Bad guys, good guys, and the people in between

I won’t share the video that many of my fellow bloggers reacted to today. Because of its slick production value, Invisible Children’s Kony2012 campaign will get plenty of attention without a link from me.

I did attempt to watch the whole video, but I have to confess that I stopped when Invisible Children’s founder asks his 3-year-old to explain who the “bad guys” are and what daddy does, i.e. he goes after them. The simplistic narrative of heroes and villains – this, among other things, has always been a big concern with Invisible Children’s work. How well has the bad guys vs. good guys paradigm ever really served the world?

The most disturbing part of the film is an intensely emotional moment in the film when a Ugandan young man, Jacob, breaks down and the narrator (the founder) promises to help. It’s heartbreaking for me. Not only because of Jacob’s story of how much he misses his slain brother (though the intimacy of that moment makes me really wonder if we should be watching at all), but more so the founder’s inability to just “stay” with Jacob in that dark, low, hard moment.

Instead, he jumps in and assures him that he will fix it.

What does this say about the organization's approach? Read on (including the vibrant comments section) at:

Photo by Joop Rubens

Views: 512

Tags: Accountability, Africa, Arab, British, Canada, Children, Coalition, Columbia, Invisible, Kona2012, More…Mindfulness, NGOs, Northern, Spring, Uganda, University, advocacy, aid, conflict, for, international, of, peacebuilding


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Comment by Gilda Bettencourt on March 9, 2012 at 5:25am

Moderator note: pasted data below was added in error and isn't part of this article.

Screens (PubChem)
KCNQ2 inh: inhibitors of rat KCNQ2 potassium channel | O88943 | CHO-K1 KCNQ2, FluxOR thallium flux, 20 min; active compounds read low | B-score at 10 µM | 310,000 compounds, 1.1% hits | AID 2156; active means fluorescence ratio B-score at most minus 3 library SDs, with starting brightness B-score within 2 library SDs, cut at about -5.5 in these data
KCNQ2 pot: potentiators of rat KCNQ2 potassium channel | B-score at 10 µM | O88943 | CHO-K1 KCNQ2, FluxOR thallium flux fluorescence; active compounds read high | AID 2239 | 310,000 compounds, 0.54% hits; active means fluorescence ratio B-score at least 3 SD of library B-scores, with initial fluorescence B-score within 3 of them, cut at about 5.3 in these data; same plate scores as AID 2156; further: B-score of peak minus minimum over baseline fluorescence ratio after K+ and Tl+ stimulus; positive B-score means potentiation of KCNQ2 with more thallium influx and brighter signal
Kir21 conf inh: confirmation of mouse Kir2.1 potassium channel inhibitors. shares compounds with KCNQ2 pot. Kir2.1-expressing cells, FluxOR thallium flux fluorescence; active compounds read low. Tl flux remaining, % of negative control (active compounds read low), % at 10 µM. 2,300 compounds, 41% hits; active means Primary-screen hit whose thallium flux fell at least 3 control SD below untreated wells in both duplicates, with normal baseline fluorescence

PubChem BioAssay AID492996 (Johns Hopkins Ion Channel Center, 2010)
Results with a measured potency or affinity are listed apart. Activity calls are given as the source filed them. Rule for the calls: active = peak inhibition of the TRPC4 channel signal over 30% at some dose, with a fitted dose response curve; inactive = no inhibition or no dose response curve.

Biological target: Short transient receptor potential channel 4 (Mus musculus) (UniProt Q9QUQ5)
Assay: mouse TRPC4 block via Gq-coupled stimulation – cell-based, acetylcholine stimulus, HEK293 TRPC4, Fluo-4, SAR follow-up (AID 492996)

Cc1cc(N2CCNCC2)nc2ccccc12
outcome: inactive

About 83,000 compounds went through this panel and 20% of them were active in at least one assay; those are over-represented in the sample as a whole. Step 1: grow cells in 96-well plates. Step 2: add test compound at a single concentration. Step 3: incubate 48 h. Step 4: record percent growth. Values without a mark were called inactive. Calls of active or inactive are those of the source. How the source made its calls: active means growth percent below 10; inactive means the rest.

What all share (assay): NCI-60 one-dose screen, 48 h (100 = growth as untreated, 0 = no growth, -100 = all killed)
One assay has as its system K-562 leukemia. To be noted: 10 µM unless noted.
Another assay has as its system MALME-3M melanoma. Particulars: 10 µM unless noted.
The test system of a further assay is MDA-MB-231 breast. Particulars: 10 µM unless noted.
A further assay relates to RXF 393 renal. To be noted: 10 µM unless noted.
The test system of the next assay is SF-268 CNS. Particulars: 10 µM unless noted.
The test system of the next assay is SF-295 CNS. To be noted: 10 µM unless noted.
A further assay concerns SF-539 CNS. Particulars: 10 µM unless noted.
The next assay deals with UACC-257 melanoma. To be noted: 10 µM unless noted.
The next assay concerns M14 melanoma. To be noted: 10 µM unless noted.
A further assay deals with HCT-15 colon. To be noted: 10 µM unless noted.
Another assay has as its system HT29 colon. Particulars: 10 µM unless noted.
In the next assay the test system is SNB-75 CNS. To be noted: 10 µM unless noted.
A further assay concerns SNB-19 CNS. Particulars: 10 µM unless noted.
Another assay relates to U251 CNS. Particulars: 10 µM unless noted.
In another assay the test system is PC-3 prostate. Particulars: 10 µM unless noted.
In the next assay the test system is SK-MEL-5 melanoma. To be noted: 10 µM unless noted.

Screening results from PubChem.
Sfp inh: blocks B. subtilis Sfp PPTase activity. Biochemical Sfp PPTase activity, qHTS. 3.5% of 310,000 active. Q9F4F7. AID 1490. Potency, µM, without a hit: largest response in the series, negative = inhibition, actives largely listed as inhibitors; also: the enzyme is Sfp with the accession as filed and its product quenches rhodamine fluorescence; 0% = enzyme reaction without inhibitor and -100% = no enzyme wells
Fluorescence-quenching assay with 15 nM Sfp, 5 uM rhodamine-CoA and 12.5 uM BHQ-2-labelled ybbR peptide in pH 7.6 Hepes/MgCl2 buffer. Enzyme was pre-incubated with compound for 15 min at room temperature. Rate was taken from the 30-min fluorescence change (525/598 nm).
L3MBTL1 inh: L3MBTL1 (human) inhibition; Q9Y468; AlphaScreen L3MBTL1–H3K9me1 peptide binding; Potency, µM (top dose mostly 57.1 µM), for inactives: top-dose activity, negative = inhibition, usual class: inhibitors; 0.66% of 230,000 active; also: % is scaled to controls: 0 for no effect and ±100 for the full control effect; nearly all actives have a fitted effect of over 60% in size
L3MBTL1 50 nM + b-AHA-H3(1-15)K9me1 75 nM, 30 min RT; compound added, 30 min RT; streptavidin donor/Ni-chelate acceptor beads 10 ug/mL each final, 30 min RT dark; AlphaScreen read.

Thank you, Jennifer, for the excellent work you do encouraging folks to consider the "how" of aid. From what I have been reading on your blog and especially because of what you shared in this posting, I think you will appreciate Nonviolent Peaceforce, which does not work in the area of aid, but focuses on human security.  You may already be familiar with NP, but, if not, her is an update that came out today.  Also fits nicely with International Women's Day: Women Taking The Lead In South Sudan.

Comment by Jennifer Lentfer on March 8, 2012 at 9:33pm

For me, no matter what the issue, the best way to help is to seek out grassroots organizations that are working on the ground and will not be going away, whether funding is available or not. I suggest taking a look at GlobalGiving to find them! I also blogged on this today for International Women's Day:

Comment by Lina Beydoun on March 8, 2012 at 5:12pm

I could not agree with you more. I thought I was the only one who noticed this dichotmoy. I also couldn't help but see this as another 'Let's Save Africa' and 'White Man's Burden' syndrome.

In contrast, one of the PBS Women, War and Peace series on how Liberian women collectively mobilized for peace in Liberia and eventually brought to office the first female president in Africa is a breath of fresh air.  

Comment by Nataša Vlah on March 8, 2012 at 10:09am

I generally agree with you, but mybe the founder you discribed here just wasn't enaugh tranined for the emotionally crisis situations, specially when children are involved. It's mater of staff psychosocial tranining and education.

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